By Kalwinder Kaur
Researchers in Europe have developed robotic assistance for the elderly as part of the CompanionAble integrated project. The four-year project was awarded EUR 7.8 million in funds under the EU Seventh Framework Programme 'Information and communication technologies' theme to the team comprising 19 specialist partners.
Robotic assistance for the elderly. © Shutterstock
The project titled 'Integrated Cognitive Assistive and Domotic Companion Robotic Systems for Ability & Security' (CompanionAble), is being led by Professor Atta Badii of the University of Reading, UK.
A robotic companion named 'Hector' and intelligent home environment was developed by the research team, which will aid elderly people to live richer and more independent lives. The robot can respond to commands such as 'go to the kitchen', and 'follow me' interactively and can perform certain functions such as switching-on and switching-off lights, regulating central heating, opening and closing windows, and other such functions. It can detect appliances that have been switched on, and can open windows. The robot can remind users about taking their medicines on time, monitor moods and vital physiological signs.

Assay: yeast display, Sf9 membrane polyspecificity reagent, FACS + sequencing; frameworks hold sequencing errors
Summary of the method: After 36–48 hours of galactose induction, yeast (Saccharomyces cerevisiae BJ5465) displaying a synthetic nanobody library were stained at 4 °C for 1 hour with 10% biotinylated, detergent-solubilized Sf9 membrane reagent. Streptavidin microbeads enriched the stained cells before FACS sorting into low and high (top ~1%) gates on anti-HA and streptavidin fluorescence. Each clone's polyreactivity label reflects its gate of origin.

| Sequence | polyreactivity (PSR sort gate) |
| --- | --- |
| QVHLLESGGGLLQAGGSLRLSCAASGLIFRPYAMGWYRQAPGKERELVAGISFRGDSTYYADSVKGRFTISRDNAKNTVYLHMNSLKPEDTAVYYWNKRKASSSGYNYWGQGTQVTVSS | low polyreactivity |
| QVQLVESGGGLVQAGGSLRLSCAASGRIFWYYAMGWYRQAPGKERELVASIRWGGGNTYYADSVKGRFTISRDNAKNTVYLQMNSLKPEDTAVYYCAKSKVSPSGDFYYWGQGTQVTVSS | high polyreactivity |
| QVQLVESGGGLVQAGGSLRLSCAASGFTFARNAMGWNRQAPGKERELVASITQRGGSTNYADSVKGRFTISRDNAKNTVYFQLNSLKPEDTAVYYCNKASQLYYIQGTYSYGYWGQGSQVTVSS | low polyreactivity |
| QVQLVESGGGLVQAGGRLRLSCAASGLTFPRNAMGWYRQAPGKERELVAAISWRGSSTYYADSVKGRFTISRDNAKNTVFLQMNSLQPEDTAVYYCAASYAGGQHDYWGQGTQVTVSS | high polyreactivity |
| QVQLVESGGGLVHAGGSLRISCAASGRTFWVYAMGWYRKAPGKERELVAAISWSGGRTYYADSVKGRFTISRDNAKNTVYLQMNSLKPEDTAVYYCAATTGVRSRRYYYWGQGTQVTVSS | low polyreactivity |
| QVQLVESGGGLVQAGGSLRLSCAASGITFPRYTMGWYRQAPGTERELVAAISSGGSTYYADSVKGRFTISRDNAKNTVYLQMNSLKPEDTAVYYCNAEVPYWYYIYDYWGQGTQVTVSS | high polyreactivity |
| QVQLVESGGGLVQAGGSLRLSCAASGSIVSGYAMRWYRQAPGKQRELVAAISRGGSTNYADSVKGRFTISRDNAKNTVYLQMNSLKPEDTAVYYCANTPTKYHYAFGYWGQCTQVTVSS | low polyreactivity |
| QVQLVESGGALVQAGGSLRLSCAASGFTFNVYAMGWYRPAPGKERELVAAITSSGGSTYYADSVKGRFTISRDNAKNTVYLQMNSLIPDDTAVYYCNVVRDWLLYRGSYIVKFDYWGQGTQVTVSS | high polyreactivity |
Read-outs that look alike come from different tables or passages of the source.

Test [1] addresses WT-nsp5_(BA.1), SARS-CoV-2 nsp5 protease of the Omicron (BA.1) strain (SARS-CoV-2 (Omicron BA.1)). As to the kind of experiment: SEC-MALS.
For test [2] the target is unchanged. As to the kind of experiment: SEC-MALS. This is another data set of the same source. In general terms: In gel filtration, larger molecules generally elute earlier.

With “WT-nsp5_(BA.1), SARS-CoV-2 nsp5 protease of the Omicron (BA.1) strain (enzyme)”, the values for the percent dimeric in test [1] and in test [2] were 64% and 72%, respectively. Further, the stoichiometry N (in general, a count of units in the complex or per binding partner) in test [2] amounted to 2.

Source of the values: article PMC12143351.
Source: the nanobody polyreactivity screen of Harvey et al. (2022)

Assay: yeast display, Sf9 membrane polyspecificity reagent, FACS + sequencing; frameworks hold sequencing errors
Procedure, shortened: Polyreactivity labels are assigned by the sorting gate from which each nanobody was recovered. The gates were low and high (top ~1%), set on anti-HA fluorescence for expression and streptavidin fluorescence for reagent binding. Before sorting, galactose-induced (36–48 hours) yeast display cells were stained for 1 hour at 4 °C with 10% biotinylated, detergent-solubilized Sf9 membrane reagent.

The robot can remind owners about things to take while leaving the house. Further, it can help the elderly to interact with new smart environments. Hector can be integrated into remote care centres and smart home systems.
The robot can also assist the elderly in socializing through a video-telephone interface. They can connect the person to other people. When Hector detects an abnormal situation it will call up a destined 'remote response centre' number that can handle the situation.
Presently, the life expectation of the elderly has increased and relatively the medical assistance and care requirements have also increased due to medical conditions such as dementia. This poses a significant demand on the carers of the elderly, and both face social exclusion risk.
The CompanionAble can support assisted independent living. These systems have been installed in some demonstration homes and their study has demonstrated the feasibility of commercializing this technology.